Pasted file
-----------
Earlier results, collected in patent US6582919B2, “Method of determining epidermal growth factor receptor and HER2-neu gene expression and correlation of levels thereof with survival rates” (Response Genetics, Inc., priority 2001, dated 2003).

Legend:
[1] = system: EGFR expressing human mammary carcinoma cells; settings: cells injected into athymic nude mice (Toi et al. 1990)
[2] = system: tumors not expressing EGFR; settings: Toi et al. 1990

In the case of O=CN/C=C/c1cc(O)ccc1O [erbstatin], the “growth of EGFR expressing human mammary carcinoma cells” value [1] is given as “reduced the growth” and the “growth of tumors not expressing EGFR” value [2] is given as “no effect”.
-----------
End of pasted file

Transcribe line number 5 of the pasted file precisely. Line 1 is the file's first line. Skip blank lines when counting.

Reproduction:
In the case of O=CN/C=C/c1cc(O)ccc1O [erbstatin], the “growth of EGFR expressing human mammary carcinoma cells” value [1] is given as “reduced the growth” and the “growth of tumors not expressing EGFR” value [2] is given as “no effect”.